President Joe Biden's nominee to the First Circuit Court of Appeals, Michael Delaney, says on his Senate disclosure that, as attorney general of New Hampshire, he fought in 2012 to secure a $25 billion settlement for victims of "mortgage loan servicing and foreclosure abuses."
But he makes no mention of his decision three years earlier not to prosecute the perpetrators of the largest Ponzi scheme in New Hampshire's history, in which hundreds of New Hampshire citizens lost their life savings.
Reading Delaney’s disclosures to the committee, one would have no idea that his office sat on their hands as the company once known as Financial Resources Mortgage swindled as much as $80 million and left unsuspecting investors broke. Critics charge that Delaney’s office failed to heed warnings, something he himself conceded in a 2010 report that describes his office’s "failure to detect and protect against the fraud inflicted on its citizens."
It’s unclear whether Delaney’s failure to disclose his role violates federal law, which requires judicial nominees to disclose their "significant legal activities," even those that did not go to trial, and bars them from intentionally omitting or misrepresenting information on their Senate questionnaires.
But accusations of prosecutorial negligence could add another roadblock to his already-bumpy confirmation journey. Senate Democrats have already raised concerns about Delaney’s handling of a high-profile sexual assault case, in which he publicly identified an underage victim. And earlier this month, left-wing activists groups attacked Delaney for serving on the board of a Boston-based free-market advocacy group.
A vote on Delaney’s nomination is scheduled for Thursday, and Sen. Dianne Feinstein (D., Calif.), who returned to Washington, D.C., on Tuesday evening after a months-long leave of absence due to shingles, could give Delaney the vote he needs to clear the Judiciary Committee and make it to a full Senate vote. Feinstein’s office did not respond to a request for comment.
Financial Resources Mortgage was ostensibly a mortgage broker that matched borrowers with poor credit to private lenders. In reality, the firm was shuffling money between its clients. At the time of its collapse, it had $670,000 in checks prepared to go out but "zero in the bank account," according to the federal bankruptcy trustee appointed to dig through the firm’s wreckage.
The firm was helmed by Scott Farah, who was ultimately prosecuted by the Justice Department and pled guilty in 2010 to federal fraud charges. He was sentenced to 15 years in prison.
A book by former New Hampshire state securities regulator Mark Connolly, Cover Up, catalogs Delaney’s negligence and that of other senior state officials. The book received wide acclaim at the time of its publication in 2011, including from Harry Markopolos, one of the whistleblowers who helped land notorious fraudster Bernie Madoff in prison, who said Connolly "stood up for victims while others didn’t."
Connolly, who died in 2019, alleges that Delaney ignored warning signs about Financial Resources Mortgage's illegal practices and declined to prosecute the firm in order to spare state Democrats further embarrassment.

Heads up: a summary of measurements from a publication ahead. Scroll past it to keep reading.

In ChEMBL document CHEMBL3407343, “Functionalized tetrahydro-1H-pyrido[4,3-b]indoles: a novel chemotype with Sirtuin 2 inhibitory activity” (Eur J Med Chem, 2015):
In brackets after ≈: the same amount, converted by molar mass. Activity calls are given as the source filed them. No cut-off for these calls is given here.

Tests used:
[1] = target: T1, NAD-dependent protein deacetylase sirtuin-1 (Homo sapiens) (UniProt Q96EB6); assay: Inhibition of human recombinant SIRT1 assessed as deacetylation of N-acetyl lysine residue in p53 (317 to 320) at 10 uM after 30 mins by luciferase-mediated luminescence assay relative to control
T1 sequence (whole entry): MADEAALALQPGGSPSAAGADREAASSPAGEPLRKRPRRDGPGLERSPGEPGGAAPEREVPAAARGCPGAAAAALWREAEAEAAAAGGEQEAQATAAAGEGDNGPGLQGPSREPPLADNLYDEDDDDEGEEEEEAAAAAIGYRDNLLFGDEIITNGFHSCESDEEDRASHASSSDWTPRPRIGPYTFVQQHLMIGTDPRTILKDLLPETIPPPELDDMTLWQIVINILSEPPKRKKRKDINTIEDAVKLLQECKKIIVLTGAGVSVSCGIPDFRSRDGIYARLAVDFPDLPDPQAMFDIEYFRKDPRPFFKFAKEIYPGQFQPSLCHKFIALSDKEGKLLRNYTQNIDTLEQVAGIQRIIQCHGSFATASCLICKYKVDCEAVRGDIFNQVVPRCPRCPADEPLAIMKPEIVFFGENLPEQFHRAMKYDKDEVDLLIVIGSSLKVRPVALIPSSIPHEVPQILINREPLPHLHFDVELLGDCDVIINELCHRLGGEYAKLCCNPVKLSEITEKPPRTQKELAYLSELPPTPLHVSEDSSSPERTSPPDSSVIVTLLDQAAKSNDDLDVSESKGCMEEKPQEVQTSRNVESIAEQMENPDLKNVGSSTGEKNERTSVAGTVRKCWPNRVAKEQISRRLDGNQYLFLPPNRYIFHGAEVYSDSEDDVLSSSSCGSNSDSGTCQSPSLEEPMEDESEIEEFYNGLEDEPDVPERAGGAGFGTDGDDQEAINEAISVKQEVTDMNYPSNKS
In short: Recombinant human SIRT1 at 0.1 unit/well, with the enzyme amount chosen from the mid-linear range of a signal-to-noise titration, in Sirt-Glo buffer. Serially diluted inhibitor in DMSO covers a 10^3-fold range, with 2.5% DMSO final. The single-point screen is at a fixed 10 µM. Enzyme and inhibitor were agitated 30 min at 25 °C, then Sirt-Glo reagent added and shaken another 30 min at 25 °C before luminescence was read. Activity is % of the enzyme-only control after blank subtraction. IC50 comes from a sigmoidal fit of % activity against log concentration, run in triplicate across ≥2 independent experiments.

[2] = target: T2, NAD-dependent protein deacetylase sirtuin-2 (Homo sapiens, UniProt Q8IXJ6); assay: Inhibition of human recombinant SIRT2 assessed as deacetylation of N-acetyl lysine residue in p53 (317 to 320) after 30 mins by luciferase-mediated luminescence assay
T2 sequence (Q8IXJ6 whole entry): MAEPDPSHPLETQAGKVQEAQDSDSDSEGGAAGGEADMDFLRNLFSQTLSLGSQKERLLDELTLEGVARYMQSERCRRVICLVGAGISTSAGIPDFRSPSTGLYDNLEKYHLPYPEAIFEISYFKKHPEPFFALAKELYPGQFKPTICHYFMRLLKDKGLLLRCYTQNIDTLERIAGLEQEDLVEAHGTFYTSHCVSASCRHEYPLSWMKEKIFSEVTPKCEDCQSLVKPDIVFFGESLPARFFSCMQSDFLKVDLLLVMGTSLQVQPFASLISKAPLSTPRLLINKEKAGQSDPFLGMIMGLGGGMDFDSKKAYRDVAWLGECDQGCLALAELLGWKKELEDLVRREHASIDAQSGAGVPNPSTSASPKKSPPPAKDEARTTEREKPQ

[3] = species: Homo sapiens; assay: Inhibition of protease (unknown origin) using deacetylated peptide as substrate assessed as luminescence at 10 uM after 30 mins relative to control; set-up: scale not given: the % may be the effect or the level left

Delaney’s office received several complaints about Financial Resources Mortgage’s practice. "This all begs the question," Connolly writes, "Why would the highest prosecutorial body in the state of New Hampshire ignore serious criminal allegations made by several residents and other criminal complaints involving FRM and Farah?"
Even after the company collapsed, Delaney stood by. His motivations for this decision are unclear, but Connolly posits that "he sought to provide cover" to prominent state Democrats, including then-governor John Lynch. A prosecution would have laid bare the office’s mistakes, including Delaney’s, and reflected poorly on the governor, so, Connolly argues, Delaney insisted that the case was outside his jurisdiction, and had been even when the attorney general’s office received complaints against Financial Resources Mortgage.
"The attorney general … [was] attempting to spread blame so as to minimize the damage to their respective [agency] and state government," Connolly wrote. It was the Department of Justice that ultimately stepped in to prosecute the crooks.
A $10 million state-run Financial Resource Mortgage victims' fund paid out money as recently as January. Among those who received a check was a man working as a line cook and a Republican state representative who says he lost $2 million in the scheme.
"We’ll get about $190,000," the lawmaker, Harry Bean, told a local New Hampshire publication in January. "That’s about 10 cents on the dollar. I’m too tired to fight. This has taken my whole life away since 2008."
Delaney’s closest allies on Capitol Hill, New Hampshire Democratic Sens. Maggie Hassan and Jeanne Shaheen, did not respond to a request for comment. Sen. Dick Durbin (D., Ill.), who chairs the Senate Judiciary Committee, did not respond to a request for comment, nor did the White House, which has defended Delaney in the past.